Best way to cook a Steak Page 20

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  • Onny 14 Feb 2010 20:40:06 5,697 posts
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    Smuggo wrote:
    You can't really have it too rare. It's a proper cut of beef so you can eat it completely raw quite safely.

    This isn't true. Beef in the uk is hung to make it more tender - but it comes at the expense of the surface of the meat possibly containing harmful bacteria. Therefore you should always sear your beef on the outside, at least. :-)
  • otto Moderator 14 Feb 2010 20:47:31 49,312 posts
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    Onny wrote:
    Smuggo wrote:
    You can't really have it too rare. It's a proper cut of beef so you can eat it completely raw quite safely.

    This isn't true. Beef in the uk is hung to make it more tender - but it comes at the expense of the surface of the meat possibly containing harmful bacteria. Therefore you should always sear your beef on the outside, at least. :-)
    Carpaccio and filet américain say you're wrong!

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  • PES_Fanboy 14 Feb 2010 20:52:18 14,769 posts
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    I did a slow roasted (well, braised) beef joint for dinner today. 1.5 hours at 160 degrees, sitting in a nice Suffolk beer and onion jus, basted every now and then. Oh, sealed first, naturally.

    The only problem is, as much as that makes a beef joint way more delicious than roasting it dry, the low temp and lack of a second oven means the roast taters take a blinkin' age, even with the 20 mins that I let the meat rest for.
  • otto Moderator 14 Feb 2010 21:02:22 49,312 posts
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    If you boil the spuds first for twenty minutes or so, they'll cook perfectly if you put them in at a high temperature (230 or so) while the beef rests. No need to have them in the oven at the same time as the meat at all. Also, the parboiling will fluff them up and make them go that much more crispy when you roast them.

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  • PES_Fanboy 14 Feb 2010 21:09:46 14,769 posts
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    Yeah yeah did all that. And fluffed the edges up by knocking them about in the pan after draining the water. And put a dusting of flour over them to induce crispiness. And used goose fat, which you couldn't give away five years ago but now seems to be £3 in Tesco for a tiny fucking jar of the stuff.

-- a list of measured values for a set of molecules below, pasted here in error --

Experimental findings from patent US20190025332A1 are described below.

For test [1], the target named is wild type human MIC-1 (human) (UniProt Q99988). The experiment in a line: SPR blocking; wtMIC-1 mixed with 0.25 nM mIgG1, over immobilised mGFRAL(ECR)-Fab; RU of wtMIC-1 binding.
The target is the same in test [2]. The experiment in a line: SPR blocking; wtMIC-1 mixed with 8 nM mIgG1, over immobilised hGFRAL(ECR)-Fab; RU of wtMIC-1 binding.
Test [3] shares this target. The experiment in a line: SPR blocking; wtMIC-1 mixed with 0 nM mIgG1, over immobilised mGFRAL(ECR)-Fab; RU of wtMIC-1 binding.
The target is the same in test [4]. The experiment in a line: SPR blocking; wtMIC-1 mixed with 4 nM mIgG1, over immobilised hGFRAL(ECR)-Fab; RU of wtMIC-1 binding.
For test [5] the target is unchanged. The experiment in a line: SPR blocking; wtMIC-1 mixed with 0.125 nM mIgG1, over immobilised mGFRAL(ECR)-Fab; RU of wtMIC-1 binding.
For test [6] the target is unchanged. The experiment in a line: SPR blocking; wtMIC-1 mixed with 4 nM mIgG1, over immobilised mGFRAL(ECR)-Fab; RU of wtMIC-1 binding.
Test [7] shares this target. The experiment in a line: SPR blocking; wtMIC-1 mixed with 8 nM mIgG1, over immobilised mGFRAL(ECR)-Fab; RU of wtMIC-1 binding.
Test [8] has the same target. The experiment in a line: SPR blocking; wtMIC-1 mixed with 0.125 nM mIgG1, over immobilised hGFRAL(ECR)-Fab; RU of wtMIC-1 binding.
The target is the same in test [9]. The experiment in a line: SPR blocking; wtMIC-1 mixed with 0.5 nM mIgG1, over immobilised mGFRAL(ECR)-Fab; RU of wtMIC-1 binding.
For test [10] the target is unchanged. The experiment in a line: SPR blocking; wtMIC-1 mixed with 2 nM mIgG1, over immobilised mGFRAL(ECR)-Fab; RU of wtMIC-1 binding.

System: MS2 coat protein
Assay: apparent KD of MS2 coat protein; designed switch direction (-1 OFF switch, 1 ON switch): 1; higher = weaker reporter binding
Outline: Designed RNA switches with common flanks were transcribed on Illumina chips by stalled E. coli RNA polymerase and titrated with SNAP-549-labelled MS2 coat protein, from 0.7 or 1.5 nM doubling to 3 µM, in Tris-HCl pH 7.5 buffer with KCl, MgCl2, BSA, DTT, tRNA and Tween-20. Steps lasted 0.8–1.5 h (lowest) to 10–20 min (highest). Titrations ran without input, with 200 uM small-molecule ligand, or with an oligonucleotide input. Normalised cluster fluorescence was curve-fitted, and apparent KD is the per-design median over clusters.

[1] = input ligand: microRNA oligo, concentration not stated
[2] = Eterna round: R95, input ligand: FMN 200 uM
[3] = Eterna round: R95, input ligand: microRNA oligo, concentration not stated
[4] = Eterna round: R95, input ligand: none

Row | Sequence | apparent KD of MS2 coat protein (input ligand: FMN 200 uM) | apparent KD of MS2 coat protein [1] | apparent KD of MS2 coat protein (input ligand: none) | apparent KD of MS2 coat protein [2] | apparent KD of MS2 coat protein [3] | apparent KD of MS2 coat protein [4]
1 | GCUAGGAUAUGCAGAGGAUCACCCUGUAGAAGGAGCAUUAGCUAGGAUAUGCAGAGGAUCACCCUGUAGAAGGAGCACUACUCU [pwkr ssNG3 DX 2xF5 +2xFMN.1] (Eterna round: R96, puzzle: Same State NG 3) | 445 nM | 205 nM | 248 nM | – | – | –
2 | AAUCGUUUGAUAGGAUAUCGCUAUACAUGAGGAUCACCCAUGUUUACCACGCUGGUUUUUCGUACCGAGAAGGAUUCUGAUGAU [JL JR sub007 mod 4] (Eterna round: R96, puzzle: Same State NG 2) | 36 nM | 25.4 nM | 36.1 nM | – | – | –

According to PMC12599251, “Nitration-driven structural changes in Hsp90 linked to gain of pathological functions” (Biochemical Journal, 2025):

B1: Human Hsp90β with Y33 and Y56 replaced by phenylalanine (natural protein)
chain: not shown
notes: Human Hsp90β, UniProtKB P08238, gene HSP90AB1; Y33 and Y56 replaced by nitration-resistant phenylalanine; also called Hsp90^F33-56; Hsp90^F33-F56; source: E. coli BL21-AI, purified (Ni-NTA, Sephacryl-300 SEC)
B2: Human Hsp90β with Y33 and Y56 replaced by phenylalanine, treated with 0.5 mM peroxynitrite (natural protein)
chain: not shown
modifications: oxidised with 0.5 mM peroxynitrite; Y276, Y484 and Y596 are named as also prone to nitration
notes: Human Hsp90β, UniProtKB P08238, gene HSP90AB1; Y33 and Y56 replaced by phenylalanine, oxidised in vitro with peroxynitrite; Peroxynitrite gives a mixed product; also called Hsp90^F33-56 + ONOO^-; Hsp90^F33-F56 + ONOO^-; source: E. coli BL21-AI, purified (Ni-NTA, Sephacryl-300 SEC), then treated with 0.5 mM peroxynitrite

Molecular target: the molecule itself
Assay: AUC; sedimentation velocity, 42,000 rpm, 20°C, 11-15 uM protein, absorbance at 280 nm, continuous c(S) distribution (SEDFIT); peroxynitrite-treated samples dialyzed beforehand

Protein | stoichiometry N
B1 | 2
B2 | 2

Maybe I shoulda made them smaller.
  • otto Moderator 14 Feb 2010 21:12:13 49,312 posts
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    You probably didn't boil them for long enough before putting them in to roast.

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  • PES_Fanboy 14 Feb 2010 21:15:31 14,769 posts
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    Prolly. I hate waiting. Someone should invent pre-boiled taters, they sell frozen mash ffs.
  • mrpon 14 Feb 2010 22:06:34 28,742 posts
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    Think Aunt Bessie does lazy roast potatoes.

    Give yourself £5 or ½ gig, you're worth it.

  • BinaryBob101 14 Feb 2010 22:38:53 22,635 posts
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    otto wrote:
    Onny wrote:
    Smuggo wrote:
    You can't really have it too rare. It's a proper cut of beef so you can eat it completely raw quite safely.

    This isn't true. Beef in the uk is hung to make it more tender - but it comes at the expense of the surface of the meat possibly containing harmful bacteria. Therefore you should always sear your beef on the outside, at least. :-)
    Carpaccio and filet américain say you're wrong!

    As does Tartare. In fact I'd go as far to say that as long as your source is good, Onny is wrong here.

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  • bauhaus 25 Feb 2010 17:39:18 3,512 posts
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    Dirtbox wrote:
    A protip from Floyd (RIP): Never put salt on meat unless it's been seared first.

    NEVER.
  • ronuds 25 Feb 2010 17:41:08 21,788 posts
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    There are lots of different ways to cook. I've tried with and w/o salt and I prefer with.
  • [Slip] 25 Feb 2010 19:00:51 984 posts
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    I don't think you can buy tartare steak (easily) in the UK as it's nearly all been hung.

    In france you can buy it "fresh" so you can eat it tartare raw.
    You could try not cooking it but my betting is you'll be freakin' ill :)
  • angeltreats 14 Jun 2010 19:07:34 2,602 posts
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    I'm watching Ready Steady Cook and Gino D'Acampo has made steak tartare. It looks absolutely yum, I want to try it.
  • localnotail 13 Jan 2012 18:50:50 23,093 posts
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    I have steak! \o/ Sirloin no less, thank you cheap deal on Tesco finest.